Researchers in The School of Geography investigate the processes that form and change the Earth’s surface, with a primary focus on fluvial, coastal, glacial and karst environments.
Our research also considers human interactions with the Earth’s surface, and this is extended to understand extreme events, such as flooding and storms, and the impacts of climate change. We are actively engaged in applying geomorphology to improve the management of waterways and coasts. Our research is carried out in Australia and at field sites across the globe, including New Zealand, Southeast Asia and the Pacific, the Caribbean, southern Africa, the UK, Iceland, Italy, France and Croatia.
- Associate Professor Russell Drysdale, Russell is a palaeoclimatologist specialising in reconstructing Earth’s climate history from geochemical signatures preserved in cave deposits
- Associate Professor David Kennedy, David is a Physical Geographer who researches the impact of climate change on coastal landforms in Australasia and the Pacific.
- Dr Jan-Hendrik May, Jan-Hendrik is a Physical Geographer interested in the links between Earth's surface morphology and Quaternary environmental change
- Dr Sarah McSweeney, Sarah is a physical geographer who teaches and researches in coastal geomorphology. Her research focuses on the morphodynamics and evolution of estuaries and beaches in response to changing environmental conditions.
- Professor Ian Rutherfurd, Ian’s research interest is in river processes and management, with a particular interest in fluvial geomorphology, including sediment transport, hydrology and hydraulics. He is heavily involved in State and National programs to restore the environmental conditions of aquatic systems.
- Dr Amy Prendergast, Amy is a palaeoclimatologist and archaeological scientist. She is interested in high-resolution climate and environmental reconstruction, human-environment interaction, and natural hazards.
- Chloe Leach, Chloe is a coastal geomorphologist and numerical modeler who is interested in the medium-to long-term behaviour of coastal environments.
- Associate Professor Brian Finlayson, Brian Finlayson is a physical geographer with specialist expertise in geomorphology and environmental hydrology.
- Dr James Grove, James is a geomorphologist who uses GIS and field research to undertake research on riverbank erosion, arctic fluvial geomorphology, river condition assessment
- Dr Philip Marren, Philip is a fluvial geomorphologist with research interests in floods, floodplains and river management across four continents
- David Adams. David is interested in the effect of surface grain size distribution on sediment mobility in gravel bed rivers. Supervisors: Professor Ian Rutherfurd and Dr Jan-Hendrik May.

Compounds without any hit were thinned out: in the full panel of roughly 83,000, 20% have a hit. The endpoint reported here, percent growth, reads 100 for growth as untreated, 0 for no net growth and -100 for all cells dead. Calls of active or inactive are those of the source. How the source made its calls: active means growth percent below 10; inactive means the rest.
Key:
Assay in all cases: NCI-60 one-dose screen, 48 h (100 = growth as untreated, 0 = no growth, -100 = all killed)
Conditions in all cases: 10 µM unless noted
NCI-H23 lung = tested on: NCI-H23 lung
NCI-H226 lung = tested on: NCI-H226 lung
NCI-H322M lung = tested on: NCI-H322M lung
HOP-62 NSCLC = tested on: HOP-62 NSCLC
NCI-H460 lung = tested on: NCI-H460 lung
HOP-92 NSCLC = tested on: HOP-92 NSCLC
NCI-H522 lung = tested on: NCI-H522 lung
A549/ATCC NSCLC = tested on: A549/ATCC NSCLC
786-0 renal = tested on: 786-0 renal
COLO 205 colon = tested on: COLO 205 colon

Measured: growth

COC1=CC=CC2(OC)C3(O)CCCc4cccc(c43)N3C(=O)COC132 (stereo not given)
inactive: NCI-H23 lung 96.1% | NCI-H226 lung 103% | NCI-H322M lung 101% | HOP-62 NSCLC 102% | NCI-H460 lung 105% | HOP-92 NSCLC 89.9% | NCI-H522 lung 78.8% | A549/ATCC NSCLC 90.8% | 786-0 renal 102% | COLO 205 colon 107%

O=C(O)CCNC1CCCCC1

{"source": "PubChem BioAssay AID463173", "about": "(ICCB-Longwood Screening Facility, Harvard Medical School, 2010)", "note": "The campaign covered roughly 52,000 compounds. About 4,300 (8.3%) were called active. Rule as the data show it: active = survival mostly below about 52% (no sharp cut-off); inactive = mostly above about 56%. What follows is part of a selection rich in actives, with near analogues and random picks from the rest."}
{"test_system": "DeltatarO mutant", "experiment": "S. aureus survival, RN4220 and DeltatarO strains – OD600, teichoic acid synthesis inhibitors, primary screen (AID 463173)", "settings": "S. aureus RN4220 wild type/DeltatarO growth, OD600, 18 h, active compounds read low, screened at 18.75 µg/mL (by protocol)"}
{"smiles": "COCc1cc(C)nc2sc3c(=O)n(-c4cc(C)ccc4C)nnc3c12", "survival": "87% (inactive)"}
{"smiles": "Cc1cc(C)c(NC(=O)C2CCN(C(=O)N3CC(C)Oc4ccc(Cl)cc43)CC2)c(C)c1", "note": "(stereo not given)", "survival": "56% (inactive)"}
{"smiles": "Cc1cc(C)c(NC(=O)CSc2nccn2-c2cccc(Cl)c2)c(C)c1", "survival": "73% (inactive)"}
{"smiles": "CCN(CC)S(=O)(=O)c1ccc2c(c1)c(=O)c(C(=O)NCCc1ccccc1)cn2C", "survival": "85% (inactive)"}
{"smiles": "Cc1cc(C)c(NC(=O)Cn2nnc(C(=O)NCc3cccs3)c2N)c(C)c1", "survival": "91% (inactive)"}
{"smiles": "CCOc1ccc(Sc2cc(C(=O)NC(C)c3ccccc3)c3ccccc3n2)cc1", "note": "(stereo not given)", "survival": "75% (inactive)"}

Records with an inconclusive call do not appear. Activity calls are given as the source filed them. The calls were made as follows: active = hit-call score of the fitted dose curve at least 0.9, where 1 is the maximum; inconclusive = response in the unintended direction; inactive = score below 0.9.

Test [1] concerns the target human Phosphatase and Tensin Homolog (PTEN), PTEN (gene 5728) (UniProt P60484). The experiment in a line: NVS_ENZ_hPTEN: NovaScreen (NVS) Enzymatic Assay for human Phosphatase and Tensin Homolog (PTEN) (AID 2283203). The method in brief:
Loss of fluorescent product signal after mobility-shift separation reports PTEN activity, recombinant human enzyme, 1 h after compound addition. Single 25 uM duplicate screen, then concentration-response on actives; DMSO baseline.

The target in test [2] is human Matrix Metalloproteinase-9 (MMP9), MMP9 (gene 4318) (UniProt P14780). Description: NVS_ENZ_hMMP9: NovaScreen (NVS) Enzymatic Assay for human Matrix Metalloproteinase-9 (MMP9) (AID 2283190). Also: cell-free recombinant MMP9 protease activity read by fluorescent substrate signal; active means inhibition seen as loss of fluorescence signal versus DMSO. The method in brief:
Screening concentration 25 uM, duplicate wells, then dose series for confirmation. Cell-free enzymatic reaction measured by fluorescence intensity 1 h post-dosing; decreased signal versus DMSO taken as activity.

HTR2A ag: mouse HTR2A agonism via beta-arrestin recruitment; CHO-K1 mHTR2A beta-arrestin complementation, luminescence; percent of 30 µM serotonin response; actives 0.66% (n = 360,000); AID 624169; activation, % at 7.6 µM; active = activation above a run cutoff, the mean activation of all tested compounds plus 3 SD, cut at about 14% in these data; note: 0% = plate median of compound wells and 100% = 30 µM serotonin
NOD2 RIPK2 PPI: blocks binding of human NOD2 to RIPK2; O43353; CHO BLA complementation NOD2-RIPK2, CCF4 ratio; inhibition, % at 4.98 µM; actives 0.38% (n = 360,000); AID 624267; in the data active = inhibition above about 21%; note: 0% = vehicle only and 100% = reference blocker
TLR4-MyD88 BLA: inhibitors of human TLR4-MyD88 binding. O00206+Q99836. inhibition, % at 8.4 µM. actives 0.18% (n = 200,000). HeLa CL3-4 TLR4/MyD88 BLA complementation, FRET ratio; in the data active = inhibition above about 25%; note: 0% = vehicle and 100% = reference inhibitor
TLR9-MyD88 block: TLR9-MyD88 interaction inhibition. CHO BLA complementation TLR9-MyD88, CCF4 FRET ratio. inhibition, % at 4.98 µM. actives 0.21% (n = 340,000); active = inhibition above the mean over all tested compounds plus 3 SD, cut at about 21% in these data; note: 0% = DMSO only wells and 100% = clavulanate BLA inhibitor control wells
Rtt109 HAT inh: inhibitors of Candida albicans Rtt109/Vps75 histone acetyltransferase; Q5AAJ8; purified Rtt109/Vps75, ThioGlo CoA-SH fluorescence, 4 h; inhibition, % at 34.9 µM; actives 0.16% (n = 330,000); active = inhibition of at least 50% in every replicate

- Mitchell Baum. Mitchell's main research interests are coastal dynamics and geomorphology, his current research project focusses on the historical and contemporary sedimentology of Western Port Bay. Supervisors: Associate Professor David M. Kennedy and Dr Sarah McSweeney.
- Ellen Corrick. Ellen's research explores the precise timing and phasing of rapid climate changes that occurred during the Last Glacial period, based on evidence from speleothem palaeoclimate records. Supervisors: Associate Professor Russell Drysdale and Dr John Hellstrom.
- Alissa Flatley. Alissa's doctoral research examines the geomorphology of small dryland streams in the Pilbara to improve the design and environmental values of mining river diversions. Supervisors: Professor Ian Rutherfurd and Professor Michael Stewardson.
- Jinjuan Gao. Jinjuan is interested in sedimentary and geomorphologic evolution. Her research will explore sedimentary processes of sand dunes and their responses to climate changes and storms in Gippsland Lakes region. Supervisors: Associate Professor David Kennedy and Dr Teresa Konlechner.
- Jonathan Garber. Jonathan is interested in the interaction between flood hydraulics, sediment transport and vegetation living in the river corridor. Supervisors: Professor Ian Rutherfurd, Dr Jon Olley and Dr Marco Ghisalberti.
- Jay Gordon. Jay's research examines Southern Australia's climate response to millennial climate events during the last glacial period, using speleothems as a palaeoclimate proxy. Supervisor: Associate Professor Russell Drysdale.
- Jiang Hong. Hong's doctoral research explores the relationship between river channel change and human's activity and livelihood in the river basin. Supervisors: Professor Ian Rutherfurd and Professor Mark Wang.
- Hege Kilhavn. Hege's research aims to determine the hydrological impacts and precise timing of the 8.2 ka event in Europe from palaeoclimate proxy data, based on evidence from several speleothem records. Supervisors: Associate Professor Russell Drysdale and Dr John Hellstrom.
- Timothy Pollard. Tim's research aims to improve our understanding of Quaternary interglacial climates over the past 800,000 years by decoding geochemical climate signals preserved in cave mineral deposits (speleothems). Supervisors: Associate Professor Russell Drysdale and Professor Jon Woodhead.
- Alex Sims. Alex's research focuses on how large pulses of sediment affect river systems, and how impacts of such disturbances can be managed. Supervisors: Professor Ian Rutherfurd and Dr Marco Ghisalberti.
- Runjie Yuan. Runjie's research focuses on the drivers and patterns of the development of shore platforms along the coastlines in Victoria, Australia. Supervisors: Associate Professor David M. Kennedy, Associate Professor Brian Finlayson and Dr Wayne Stephenson.